A site that loads in under 2 seconds is considered quick. If it loads in under 1.5 seconds it is considered very quick. This should be your ultimate aim. A test on Pingdom reveals that Amazon.com loads in just 1.4 seconds. If a site of that size can load so quickly, they are doing something right.
To finish, here are some interesting facts about page speed and revenue:
- For Google an increase in page load time from 0.4 second to 0.9 seconds decreased traffic and ad revenues by 20%.
- For Amazon every 100ms increase in load times decreased sales with 1%.
Can you afford to miss out on sales due to slow site speed or poor uptime? No? Then we suggest you get to work on improving your site speed.
This Article Was Written by Gary Taylor
Gary’s experience in the domain name industry reaches back to 2002. He won the Young Entrepreneur of the Year Award in 2008 at the Midlands Business Awards and is Digital Director at media buying agency TMW. Gary has been a guest speaker at some of the top online marketing conferences in the UK and Europe including SMX, SAScon and Think Visibility.
Bonus: 5 Tools to Check Your Website Speed
Do you know how quickly your website loads?
A fast site is better for visitors, and that means more traffic, happier customers and more revenue. Speed is dependent on a few different variables including the time of day, the location of the visitor and the speed of the network. But you can measure some of this yourself.
Here are five free speed test tools we’ve tried.
A YSlow diagnostic produces a grade on a scale of A to F and provides a diagnostic breakdown across different categories. Make sure that you are using the correct ruleset before running the test.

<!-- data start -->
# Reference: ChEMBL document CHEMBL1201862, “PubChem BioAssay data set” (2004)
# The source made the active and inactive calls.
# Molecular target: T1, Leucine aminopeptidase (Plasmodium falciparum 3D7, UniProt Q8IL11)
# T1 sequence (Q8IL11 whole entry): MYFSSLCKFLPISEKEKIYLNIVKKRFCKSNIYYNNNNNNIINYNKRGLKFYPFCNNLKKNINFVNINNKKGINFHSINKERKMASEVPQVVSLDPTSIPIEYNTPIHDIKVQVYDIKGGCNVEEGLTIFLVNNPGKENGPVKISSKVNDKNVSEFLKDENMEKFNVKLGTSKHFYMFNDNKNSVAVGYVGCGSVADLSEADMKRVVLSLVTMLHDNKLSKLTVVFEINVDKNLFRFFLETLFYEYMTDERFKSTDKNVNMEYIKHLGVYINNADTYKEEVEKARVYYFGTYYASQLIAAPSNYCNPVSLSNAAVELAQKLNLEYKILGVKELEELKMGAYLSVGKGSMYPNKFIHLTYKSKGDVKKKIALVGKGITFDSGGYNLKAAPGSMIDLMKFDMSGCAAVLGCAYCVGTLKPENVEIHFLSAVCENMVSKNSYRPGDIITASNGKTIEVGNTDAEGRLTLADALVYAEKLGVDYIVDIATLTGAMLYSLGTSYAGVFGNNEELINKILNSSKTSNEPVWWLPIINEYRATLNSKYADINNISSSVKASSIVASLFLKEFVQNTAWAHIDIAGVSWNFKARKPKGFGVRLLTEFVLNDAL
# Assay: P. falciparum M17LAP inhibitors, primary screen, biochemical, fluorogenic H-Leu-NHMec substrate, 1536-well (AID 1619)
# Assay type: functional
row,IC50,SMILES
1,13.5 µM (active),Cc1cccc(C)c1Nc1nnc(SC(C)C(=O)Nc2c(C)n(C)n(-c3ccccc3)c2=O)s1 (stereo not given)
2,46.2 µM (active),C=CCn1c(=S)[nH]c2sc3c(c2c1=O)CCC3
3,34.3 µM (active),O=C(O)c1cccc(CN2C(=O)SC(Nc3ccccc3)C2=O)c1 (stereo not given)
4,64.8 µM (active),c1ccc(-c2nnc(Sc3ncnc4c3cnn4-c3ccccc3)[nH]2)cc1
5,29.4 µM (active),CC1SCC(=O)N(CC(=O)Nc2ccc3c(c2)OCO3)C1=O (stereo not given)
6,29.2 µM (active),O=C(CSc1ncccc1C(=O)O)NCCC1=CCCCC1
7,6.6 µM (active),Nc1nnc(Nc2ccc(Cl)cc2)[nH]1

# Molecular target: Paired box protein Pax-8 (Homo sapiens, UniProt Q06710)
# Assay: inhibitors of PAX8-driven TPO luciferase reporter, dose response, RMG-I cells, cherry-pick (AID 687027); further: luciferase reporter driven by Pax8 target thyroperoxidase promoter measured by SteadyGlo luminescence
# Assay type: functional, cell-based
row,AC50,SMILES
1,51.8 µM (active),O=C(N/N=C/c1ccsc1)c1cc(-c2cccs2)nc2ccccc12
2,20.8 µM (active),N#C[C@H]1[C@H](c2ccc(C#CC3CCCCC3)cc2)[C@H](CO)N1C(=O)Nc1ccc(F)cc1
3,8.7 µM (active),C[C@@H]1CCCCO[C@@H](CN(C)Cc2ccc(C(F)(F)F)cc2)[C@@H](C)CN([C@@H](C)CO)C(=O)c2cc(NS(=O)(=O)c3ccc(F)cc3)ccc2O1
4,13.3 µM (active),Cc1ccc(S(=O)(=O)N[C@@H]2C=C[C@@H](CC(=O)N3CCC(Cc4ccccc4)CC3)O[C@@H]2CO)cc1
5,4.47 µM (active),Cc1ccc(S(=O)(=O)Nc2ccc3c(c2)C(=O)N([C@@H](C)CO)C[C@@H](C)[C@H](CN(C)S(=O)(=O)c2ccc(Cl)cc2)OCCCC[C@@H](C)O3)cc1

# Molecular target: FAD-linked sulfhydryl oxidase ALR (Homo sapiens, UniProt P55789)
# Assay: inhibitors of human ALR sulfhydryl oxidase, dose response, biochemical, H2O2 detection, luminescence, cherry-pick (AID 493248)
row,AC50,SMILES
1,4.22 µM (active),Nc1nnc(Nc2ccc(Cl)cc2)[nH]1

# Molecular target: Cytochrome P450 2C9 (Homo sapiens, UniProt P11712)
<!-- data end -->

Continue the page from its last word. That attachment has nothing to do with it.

If you get any Fs, it’s a sign you need to work on something.
The only drawback to YSlow is that it doesn’t give a hard estimate of time.
2. Pingdom Full Page Test
Pingdom generates a waterfall diagram showing how long each element takes to load. An example is shown to the right.
This test closely mimics a real browser and can provide a very accurate picture of the speed a regular end user experiences.
WebsiteOptimization.com is similar to Pingdom.
There’s no graph, but the data is a bit better. We liked the time estimates on different connections and the tips for improvement.
But there’s a huge drawback. This tool looks at the size of your files and makes estimations. So the numbers, while useful, are not 100% accurate; your server’s not being put under any strain.
InternetSupervision provides a very basic check of your site’s loading time, but it does it from 9 different locations across the globe.
Unfortunately it only loads HTML content, so again, it’s not that realistic, but it can help you to look for consistency.
Aptimize provides a great site speed test that offers a breakdown similar to Pingdom. In fact, it’s much easier to read. It breaks it down by the types of content you have and your server processing time, and it also includes YSlow results.
Aptimize is an elaborate advertisement for optimization services, though. You have to be emailed the results, which arrive in a PDF, and it is very heavy on the marketing spiel.
Which Speed Test Is Best?
Overall, we always enjoy using Pingdom, but we liked YSlow’s analysis too. Aptimize would be the winner if it would only tone down its advertising slightly.
But if a different tool appeals to you, use it; it’s best to be informed if your web hosting isn’t up to scratch.
Page last updated: March 2015